Medical life-taking without patient consent is also common. In two test cases in different courts in 1995, doctors were exonerated after taking the lives of deformed new-borns, though such victims were of course incapable of consent. Alarmingly, the number of assisted suicides in the Netherlands rose by 13% in 2012.
Australia’s pro-Euthanasia public figure, Philip Nitschke, founder and Director of EXIT International led the charge to pass right to die legislation in the Northern Territory on 25 May 1995. The Rights of the Terminally Ill Act lasted only nine months when it was revoked by the Australian Federal Parliament in 1997, but not before four people were euthanized.
As it stands today, voluntary euthanasia and assisted suicide are illegal in all states and territories of Australia. The only end-of-life laws that exist are a mixture of Advance Medical Directive and Power of Attorney laws, none of which allow a person to ask for assistance to die. These laws operate on a state-by-state basis and access to these laws depends entirely on where you live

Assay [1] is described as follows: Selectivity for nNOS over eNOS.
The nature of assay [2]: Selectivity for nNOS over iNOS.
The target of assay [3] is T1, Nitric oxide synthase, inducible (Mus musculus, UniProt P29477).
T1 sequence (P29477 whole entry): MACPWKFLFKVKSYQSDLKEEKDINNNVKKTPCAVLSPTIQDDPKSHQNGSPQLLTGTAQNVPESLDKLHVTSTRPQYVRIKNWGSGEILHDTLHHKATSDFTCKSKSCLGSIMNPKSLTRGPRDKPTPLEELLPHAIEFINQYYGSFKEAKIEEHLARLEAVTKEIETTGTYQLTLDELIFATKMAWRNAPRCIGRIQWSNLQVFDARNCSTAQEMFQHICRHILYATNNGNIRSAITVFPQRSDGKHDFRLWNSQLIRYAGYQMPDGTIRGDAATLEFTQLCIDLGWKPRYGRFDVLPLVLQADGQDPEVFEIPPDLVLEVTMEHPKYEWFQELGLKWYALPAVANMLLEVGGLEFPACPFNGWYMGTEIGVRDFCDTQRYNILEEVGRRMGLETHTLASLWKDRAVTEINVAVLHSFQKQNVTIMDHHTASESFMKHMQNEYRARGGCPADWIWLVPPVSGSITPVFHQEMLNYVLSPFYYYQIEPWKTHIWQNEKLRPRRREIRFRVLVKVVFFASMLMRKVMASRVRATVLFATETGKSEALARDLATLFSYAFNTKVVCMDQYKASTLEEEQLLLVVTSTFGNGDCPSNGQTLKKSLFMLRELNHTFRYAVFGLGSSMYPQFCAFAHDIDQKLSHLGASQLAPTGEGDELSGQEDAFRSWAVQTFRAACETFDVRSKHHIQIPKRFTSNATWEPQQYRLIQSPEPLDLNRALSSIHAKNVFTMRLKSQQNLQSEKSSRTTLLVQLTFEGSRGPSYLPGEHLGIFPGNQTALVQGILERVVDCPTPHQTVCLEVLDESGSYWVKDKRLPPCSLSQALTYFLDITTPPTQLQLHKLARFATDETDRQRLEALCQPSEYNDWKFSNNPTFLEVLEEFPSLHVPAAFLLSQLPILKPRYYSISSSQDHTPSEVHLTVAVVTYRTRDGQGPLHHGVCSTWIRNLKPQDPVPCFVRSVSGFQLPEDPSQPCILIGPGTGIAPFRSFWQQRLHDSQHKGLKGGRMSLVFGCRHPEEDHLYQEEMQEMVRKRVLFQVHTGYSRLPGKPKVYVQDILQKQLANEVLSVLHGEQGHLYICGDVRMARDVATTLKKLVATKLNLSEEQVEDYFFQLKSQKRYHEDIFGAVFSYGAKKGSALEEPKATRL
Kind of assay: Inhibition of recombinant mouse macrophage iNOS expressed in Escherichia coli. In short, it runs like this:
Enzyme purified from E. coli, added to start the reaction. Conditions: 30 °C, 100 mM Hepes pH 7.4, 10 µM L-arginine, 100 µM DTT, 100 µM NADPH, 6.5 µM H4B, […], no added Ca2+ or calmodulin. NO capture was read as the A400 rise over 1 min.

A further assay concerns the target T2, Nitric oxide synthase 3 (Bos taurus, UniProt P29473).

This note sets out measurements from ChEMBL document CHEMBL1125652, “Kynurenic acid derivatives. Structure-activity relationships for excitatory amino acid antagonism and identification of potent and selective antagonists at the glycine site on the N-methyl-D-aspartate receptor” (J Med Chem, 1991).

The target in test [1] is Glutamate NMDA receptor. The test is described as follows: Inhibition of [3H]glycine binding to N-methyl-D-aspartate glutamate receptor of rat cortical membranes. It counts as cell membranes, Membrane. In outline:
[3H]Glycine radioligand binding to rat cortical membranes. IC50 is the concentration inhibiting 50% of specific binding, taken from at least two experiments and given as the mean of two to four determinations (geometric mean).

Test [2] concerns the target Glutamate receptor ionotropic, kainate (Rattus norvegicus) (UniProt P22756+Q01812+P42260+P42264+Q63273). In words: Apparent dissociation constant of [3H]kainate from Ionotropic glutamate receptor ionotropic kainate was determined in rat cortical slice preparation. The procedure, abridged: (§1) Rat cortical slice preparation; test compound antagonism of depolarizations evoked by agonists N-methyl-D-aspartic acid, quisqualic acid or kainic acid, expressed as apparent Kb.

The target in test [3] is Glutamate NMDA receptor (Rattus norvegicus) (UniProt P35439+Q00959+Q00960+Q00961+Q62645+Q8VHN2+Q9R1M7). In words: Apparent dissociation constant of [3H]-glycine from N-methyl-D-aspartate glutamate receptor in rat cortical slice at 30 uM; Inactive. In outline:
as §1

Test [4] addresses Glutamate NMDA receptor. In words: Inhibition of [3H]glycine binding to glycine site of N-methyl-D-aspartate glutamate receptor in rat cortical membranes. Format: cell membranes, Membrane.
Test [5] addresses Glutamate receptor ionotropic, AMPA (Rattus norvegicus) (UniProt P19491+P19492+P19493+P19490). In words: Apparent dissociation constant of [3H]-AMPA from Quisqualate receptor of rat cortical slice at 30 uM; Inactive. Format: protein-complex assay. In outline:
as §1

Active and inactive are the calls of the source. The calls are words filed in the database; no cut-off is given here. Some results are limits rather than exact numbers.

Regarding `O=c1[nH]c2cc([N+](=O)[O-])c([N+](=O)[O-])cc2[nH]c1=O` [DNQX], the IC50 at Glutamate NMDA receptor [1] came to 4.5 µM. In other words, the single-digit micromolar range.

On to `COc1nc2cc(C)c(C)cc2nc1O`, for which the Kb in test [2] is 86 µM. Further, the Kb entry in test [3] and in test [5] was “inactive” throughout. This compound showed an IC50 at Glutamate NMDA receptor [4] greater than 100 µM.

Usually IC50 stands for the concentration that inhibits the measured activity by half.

2013 – Euthanasia has Re-Emerged into the Australian Political Landscape
The Greens Party support euthanasia and are striving hard to launch another charge to overturn the ban on euthanasia in the ACT and the Northern Territory. In Tasmania, theVoluntary Assisted Dying bill was co-sponsored by Premier Lara Giddings and Greens leader Nick McKim and defeated in October. In NSW, Greens, Cate Faerhmann’s Rights of the Terminally Ill bill was defeated in May. In South Australia Independent Bob Such tabled a number of bills in the past few years, none of which have been debated to conclusion.
In November, Philip Nitschke opened a clinic providing information on assisted suicide and is currently under investigation.
On 13 February 2014, the Belgium Parliament passed a law to extend euthanasia to children. Doctors are now permitted to kill children “under the age of 18” who are terminally ill and suffer from severe pain without any prospect of relief. Read the sad news here: http://www.bbc.co.uk/news/world-europe-26181615
Belgian pediatricians said that the law is not medically necessary as “palliative care teams for children are perfectly capable of achieving pain relief, both in hospital and at home”.
Suggested articles for further reading and links
- B.J. Pollard. The Challenge of Euthanasia. Crows Nest NSW: Little Hills Press Pty Ltd, 1994.
- H.P. Dunn, M.D. Ethics for Doctors, Nurses and Patients. New York: Alba House, 1994.
- HOPE, founder Paul Russell http://noeuthanasia.org.au/
- Euthanasia: Time for Geriatricians to get off the fence! By Dr. John Obeid, pp 1-8 View PDF
- Euthanasia is out of control in the Netherlands Click Here